If you want to read my dark baby, you can find Savages here: https://www.amazon.com/dp/B07C2T88RZ/ I personally recommend the audiobook, but I might just love to hear my words in someone else’s voice.

(Apologies for the detached brevity. Hopefully, next month finds me more solidified in my efforts.)

Christina Bergling

https://linktr.ee/chrstnabergling

Christina Bergling

https://linktr.ee/chrstnabergling

Christina Bergling

https://linktr.ee/chrstnabergling

Since this pandemic started (or more since people began reacting to it), I have heard multiple times, “Your book Savages makes so much sense now” or “I really see what you meant in Savages” or “It’s just like you wrote about in Savages.”

The goal of any writer is to produce a work that is relatable and enduring. However, when we are talking about the apocalypse and bringing out the worst in humanity, those are not the themes you want to persist. I got the idea for Savages when I was freshly home from my civilian tour of a war zone and had completely lost my faith in humanity. These are not exactly ways I want to feel forever.

If you ask me what Savages is really about (and I’m the writer, so I suppose my answer does hold some weight), I would say that more than the byproduct of a Walking Dead binge (though that is in there too), the story ultimately is about questioning how human we really are. Are we civilized, or do we just pretend when we are comfortable enough? Are we all truly savage underneath it all?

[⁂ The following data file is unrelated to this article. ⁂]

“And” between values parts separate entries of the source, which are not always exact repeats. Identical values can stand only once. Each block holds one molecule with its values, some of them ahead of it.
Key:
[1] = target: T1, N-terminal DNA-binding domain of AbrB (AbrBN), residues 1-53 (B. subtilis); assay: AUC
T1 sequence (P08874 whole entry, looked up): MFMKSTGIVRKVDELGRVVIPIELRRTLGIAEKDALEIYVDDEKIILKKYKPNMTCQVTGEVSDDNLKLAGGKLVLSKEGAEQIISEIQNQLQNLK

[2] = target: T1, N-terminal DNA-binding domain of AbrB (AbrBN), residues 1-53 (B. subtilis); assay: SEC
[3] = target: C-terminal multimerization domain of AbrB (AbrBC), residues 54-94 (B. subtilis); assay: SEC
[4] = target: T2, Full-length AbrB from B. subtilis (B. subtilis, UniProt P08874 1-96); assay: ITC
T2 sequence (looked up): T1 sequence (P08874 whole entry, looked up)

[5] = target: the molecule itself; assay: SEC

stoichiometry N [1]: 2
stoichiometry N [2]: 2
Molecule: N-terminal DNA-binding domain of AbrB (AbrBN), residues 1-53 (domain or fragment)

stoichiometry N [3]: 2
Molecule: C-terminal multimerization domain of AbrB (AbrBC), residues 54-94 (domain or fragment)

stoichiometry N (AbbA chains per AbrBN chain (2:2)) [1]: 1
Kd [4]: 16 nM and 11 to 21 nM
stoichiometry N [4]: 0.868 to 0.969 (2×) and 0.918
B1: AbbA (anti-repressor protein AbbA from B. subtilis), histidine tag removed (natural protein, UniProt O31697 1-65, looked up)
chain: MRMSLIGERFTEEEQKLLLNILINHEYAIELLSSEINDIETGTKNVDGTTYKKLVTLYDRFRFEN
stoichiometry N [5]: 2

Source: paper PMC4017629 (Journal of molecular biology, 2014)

I took a lot of anthropology electives in college. In those classes, we spent a lot of time trying to differentiate the common human base from the variable layers of culture applied over it. I took even more psychology electives in an attempt to sort out what was happening in my own head at the time (when did I actually have time to take the classes for my writing major?). In those classes, we compared varying theories on nature versus nurture. What are we born as, and what do we learn?

Somehow, all of this academic experience combined with the hopelessness and disgust I felt at my tiny sampling taste warside (plus a dash of zombie pop culture) left me wondering: are we all just animals, pretending to be evolved and civilized? But animals wasn’t the right word. Savagery was what I was thinking about. Savagery was I saw underneath our surface and wondered if it might be our true nature under all our “humanity.”

So I used the story in Savages to sort the problem out in my mind. Not surprisingly, my protagonist sounded a bit like me, asking all the questions I had batting around my head. She’s even as resistant and depressed as I would no doubt be in that post-apocalyptic position. Sometimes, you write what you know, and I know myself.

Where did I… I mean, she end up? What did she decide about humanity? To find out, you will need to make the journey through the fallout with her and read (or listen to) Savages!

And what about now? A decade later, I had improved my world outlook or fallen back into a comfortable complacency, however you want to look at it. I came home and lived my comfortable life, focused on my family. Then the world swelled back in ways I could not ignore. Pandemic, quarantine, police brutality, a scrolling list of awful—of savage.

But I feel the same way I did those years ago again; my mindset has returned. Savages makes sense. Everything I meant resonates for me again. And I don’t like it.

Last time, I dealt with these feelings with complacency. I accepted our savagery. I was able to accept the world being shit and focus on finding my own happiness within that. Yet, I am different now. I am less complacent. Perhaps it is motherhood, but I do not want to leave things this awful. I do not know how to change them, but I want to, and that desire is unsettling.

Maybe that is what my next book will be about.